The year’s off to a rousing start, with all sorts of interesting security news this week: Wikipedia led a temporarily successful foray against SOPA and PIPA by joining numerous websites that went dark for a day; the founder of Megaupload had his hands slapped when law enforcement officials told him resoundingly, “no, you can’t pirate copyrighted material” – insult was heaped upon injury when dozens of expensive cars were towed away to show him they were right; and Koobface – the Facebook botnet that has been harassing Zuckerbook for years – was taken down by its own creators after the FB gang teamed up with The New York Times to uncover and publish the identities of the worm’s owners. To round off the week, QR codes may just be the latest form of spam, and news out of the Twitterverse suggests that Darwin’s cardinal rule is not only true, it’s actually a dire prophecy of our impending extinction.
The year’s less than a month old and it may already be shaping up as ‘the year of anything goes.’ Topping the headlines was a mass protest against seemingly inevitable anti-piracy legislation SOPA (Stop Online Piracy Act) and PIPA (Protect I.P. Act), as innumerable websites intentionally went dark on January 18. Led by students’ greatest friend and perpetual source of dubious information Wikipedia, the activist movement irritated Web surfers across the globe and scored one for the little guy as the bureaucrats in Washington, DC backed off the proposed legislation and shelved the bills, albeit temporarily. It’s practically inevitable that some wily spammers will take advantage of this controversy, so keep your eyes open and watch your back.
In a related story and in the spirit of fishy timing (i.e., the same week as the aforementioned protests), Megaupload founder Kim Dotcom was carted off along with several other geniuses who figured they would and could get away with providing a conduit for copyrighted material, all the while skimming millions of dollars off the illegal activity and thumbing their noses at the FBI. German national Mr. Dotcom, whose maiden name was Kim Schwartz before wedding his website, lamented as his lavish New Zealand mansion was raided and dozens of vintage cars were hauled away as the spoils of war. Again, there’s more here than meets the eye, especially now that Anonymous has its back up.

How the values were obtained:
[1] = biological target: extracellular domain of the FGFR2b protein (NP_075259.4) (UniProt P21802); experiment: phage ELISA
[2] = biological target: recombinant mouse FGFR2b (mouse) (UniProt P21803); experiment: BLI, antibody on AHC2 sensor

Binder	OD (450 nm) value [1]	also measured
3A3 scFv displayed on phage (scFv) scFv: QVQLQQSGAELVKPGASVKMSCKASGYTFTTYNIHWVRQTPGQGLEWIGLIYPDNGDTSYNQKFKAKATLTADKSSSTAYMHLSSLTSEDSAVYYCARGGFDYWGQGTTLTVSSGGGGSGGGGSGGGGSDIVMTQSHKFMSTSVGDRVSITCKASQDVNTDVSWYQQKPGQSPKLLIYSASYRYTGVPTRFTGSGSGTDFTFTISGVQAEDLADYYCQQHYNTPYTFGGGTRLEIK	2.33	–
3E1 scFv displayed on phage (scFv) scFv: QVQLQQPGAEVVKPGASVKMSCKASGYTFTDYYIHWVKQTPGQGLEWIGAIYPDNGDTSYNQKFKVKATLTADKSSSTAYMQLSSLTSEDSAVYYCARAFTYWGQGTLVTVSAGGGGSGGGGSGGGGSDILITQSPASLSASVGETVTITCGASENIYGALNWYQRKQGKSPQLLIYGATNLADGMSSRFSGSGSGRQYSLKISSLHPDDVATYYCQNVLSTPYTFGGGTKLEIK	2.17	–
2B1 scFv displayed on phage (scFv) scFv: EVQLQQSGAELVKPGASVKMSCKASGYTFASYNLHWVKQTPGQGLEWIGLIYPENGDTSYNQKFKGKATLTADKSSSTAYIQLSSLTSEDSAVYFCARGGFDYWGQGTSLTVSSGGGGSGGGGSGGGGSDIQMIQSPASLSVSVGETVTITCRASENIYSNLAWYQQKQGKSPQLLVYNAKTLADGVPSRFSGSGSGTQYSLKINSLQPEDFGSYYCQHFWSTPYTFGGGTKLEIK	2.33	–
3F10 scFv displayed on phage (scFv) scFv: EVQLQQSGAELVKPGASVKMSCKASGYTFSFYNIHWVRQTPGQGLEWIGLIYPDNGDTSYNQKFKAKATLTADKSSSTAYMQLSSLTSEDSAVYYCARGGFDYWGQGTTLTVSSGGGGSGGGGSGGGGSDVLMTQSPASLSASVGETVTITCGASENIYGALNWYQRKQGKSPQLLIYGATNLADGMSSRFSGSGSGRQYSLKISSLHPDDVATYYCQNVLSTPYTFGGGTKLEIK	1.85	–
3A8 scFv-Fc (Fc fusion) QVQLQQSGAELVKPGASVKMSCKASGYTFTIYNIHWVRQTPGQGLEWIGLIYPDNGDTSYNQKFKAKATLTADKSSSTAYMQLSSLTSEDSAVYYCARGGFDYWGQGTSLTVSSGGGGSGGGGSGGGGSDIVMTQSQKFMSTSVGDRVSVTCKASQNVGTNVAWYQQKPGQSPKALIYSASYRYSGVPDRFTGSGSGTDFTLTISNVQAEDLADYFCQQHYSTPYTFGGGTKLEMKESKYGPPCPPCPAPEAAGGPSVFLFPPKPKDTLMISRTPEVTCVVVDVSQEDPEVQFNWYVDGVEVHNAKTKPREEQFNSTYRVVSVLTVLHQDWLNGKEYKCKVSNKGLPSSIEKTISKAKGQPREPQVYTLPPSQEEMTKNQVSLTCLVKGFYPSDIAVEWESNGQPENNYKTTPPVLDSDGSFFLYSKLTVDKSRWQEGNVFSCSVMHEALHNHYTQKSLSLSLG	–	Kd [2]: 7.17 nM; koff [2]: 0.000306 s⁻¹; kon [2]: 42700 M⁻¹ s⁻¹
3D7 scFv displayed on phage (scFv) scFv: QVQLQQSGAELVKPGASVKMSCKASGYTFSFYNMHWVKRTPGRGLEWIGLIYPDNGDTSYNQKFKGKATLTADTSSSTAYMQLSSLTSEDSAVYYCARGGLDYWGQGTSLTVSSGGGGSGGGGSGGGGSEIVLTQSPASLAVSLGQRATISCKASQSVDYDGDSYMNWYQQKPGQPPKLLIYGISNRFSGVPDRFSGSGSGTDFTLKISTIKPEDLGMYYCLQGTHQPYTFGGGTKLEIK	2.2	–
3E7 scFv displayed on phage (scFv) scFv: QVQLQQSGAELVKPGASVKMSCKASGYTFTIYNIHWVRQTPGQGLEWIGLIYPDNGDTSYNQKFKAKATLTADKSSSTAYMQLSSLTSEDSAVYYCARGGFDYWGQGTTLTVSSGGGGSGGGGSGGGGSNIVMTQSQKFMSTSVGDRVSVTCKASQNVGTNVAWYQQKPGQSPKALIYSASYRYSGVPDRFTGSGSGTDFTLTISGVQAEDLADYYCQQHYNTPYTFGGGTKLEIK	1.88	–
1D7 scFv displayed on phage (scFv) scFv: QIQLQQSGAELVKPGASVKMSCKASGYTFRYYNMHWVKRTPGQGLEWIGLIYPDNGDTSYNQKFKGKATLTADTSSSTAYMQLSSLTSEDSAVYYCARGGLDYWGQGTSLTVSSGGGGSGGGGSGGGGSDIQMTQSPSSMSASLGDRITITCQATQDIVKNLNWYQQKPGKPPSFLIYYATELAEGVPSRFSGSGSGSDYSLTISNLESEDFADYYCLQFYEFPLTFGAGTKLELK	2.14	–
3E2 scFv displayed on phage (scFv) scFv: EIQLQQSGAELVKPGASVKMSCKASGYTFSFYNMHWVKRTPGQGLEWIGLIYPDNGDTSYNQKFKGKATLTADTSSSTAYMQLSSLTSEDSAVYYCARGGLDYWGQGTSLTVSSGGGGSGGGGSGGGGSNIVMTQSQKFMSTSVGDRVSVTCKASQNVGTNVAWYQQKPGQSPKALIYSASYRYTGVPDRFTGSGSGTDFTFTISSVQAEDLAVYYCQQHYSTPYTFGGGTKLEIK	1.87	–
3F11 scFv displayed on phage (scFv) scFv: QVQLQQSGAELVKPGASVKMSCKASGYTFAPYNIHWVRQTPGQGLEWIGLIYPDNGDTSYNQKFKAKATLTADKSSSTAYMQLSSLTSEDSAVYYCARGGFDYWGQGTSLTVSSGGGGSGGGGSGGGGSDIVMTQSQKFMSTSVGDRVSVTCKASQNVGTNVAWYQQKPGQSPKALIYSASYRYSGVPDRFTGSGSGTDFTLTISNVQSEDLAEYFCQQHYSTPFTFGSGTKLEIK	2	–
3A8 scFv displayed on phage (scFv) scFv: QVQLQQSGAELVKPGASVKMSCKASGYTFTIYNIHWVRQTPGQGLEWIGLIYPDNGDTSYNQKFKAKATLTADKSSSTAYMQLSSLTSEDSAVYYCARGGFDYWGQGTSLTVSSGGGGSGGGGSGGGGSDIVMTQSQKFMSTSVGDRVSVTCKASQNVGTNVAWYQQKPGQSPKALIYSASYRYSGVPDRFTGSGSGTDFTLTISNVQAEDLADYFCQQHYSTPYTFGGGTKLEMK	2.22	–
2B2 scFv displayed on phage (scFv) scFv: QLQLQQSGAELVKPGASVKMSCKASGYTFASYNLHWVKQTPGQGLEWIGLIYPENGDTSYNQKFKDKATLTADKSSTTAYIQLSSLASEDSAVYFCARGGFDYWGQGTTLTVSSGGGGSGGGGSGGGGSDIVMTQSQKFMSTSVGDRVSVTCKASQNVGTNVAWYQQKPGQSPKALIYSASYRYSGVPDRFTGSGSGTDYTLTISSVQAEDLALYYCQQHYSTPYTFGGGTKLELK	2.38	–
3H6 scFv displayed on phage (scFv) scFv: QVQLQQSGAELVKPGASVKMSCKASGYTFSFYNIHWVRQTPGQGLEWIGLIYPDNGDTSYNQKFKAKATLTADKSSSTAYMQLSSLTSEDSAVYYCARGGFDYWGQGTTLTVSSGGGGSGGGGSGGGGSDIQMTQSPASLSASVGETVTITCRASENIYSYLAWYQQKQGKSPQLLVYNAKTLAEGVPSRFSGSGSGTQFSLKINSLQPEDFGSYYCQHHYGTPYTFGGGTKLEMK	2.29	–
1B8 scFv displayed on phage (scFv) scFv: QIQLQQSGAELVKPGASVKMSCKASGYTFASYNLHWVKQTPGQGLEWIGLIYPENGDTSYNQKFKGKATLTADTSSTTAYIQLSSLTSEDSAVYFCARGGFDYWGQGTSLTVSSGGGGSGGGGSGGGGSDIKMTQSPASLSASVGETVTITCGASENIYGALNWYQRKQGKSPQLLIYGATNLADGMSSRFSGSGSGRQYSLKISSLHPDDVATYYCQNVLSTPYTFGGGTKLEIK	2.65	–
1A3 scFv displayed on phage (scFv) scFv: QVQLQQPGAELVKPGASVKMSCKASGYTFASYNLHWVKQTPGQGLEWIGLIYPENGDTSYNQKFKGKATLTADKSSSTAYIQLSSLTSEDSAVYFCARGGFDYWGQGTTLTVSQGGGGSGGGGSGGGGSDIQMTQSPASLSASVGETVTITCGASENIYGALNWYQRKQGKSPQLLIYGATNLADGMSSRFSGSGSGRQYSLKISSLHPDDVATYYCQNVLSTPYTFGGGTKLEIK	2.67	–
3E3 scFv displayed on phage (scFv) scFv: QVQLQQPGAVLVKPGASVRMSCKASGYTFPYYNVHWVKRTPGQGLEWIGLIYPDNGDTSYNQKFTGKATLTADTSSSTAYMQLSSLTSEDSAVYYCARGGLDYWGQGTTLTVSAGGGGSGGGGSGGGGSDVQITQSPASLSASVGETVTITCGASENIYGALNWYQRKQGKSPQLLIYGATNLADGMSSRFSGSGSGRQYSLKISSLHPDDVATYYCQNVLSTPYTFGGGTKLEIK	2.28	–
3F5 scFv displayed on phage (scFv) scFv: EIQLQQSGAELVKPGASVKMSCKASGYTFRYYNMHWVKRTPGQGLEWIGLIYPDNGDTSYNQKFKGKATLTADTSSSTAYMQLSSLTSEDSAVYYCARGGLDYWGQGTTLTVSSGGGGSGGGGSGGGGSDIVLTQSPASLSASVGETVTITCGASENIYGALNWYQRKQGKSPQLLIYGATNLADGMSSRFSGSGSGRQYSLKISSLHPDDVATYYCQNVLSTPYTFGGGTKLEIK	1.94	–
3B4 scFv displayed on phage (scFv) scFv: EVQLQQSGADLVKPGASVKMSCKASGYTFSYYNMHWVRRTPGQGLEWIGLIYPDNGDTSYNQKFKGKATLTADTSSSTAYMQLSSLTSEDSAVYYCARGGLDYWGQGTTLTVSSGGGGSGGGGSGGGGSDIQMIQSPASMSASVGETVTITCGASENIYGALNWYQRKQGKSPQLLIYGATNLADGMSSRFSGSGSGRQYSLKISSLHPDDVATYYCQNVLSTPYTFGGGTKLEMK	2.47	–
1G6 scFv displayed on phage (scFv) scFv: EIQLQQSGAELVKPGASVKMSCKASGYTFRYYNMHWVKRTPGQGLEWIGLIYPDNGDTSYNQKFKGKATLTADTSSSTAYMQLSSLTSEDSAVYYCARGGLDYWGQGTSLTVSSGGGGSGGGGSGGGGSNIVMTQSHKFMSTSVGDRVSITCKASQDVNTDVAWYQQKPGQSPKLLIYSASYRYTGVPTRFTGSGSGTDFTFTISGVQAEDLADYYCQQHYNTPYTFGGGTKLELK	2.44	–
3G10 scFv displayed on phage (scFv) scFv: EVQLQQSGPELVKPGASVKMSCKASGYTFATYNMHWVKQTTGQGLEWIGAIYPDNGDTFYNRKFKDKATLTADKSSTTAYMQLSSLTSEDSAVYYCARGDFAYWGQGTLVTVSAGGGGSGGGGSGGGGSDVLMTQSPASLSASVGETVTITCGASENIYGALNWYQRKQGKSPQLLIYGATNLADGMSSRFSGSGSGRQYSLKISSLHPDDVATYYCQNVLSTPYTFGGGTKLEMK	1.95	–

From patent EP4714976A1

In an LMAO moment, individuals responsible for Koobface – a nasty piece of malware that has been frustrating Facebook and Twitter users for years – have taken down their own command and control server after Facebook teamed up with The New York Times to uncover and embarrass five of the founders, Russian nationals living in St. Petersburg, Florida. The named individuals have scrambled to scrub their online profiles, but it’s highly doubtful that erasing their cyber identities will have much of an effect in the real world, where police carry real guns and real handcuffs.
Are QR codes the newest spam threat? Some people think so. QR – or Quick Response – codes were developed in the automotive industry and have been used for a while. Slowly entering the mainstream over the past couple of years, they are in wide use in Japan, the UK and the US, amongst other countries. Popular because of their fast readability and relatively high storage capacity (compared to bar codes), the increased use of smartphones with cameras and QR reading apps have made the codes a prime target for manufacturers and retailers; heck, even Google’s looking at getting into the game by using QR codes as a secure login method. The problem is that QR codes can contain virtually any information, meaning that they are already being exploited by scammers and spear phishers. Keep an eye on this one, folks – and think twice before you take a picture of that code staring you in the face. (Note: the code used above is quite safe; it’s a link to AllSpammedUp.)
Finally, from the Twitterverse, here’s one that, no matter how much you shake your head, won’t rid that sickening feeling that the human race is on a collision course with extinction. Perhaps a case of ‘you can’t spell Twitter without ‘twit,’ this recent article shows just how careless – or ignorant, or both – Web users really are. Get this: over a twenty-four hour period, more than 11,000 Twitter users shared their e-mail addies with the rest of the world. A safe practice if we were living in Thomas More’s Utopia, it’s truly a boneheaded maneuver if you reside anywhere on Earth, which is rife with people who would just love to use that information against you. This is just a guess, but it looks like spear phishing season is open and Twitter is the local watering hole.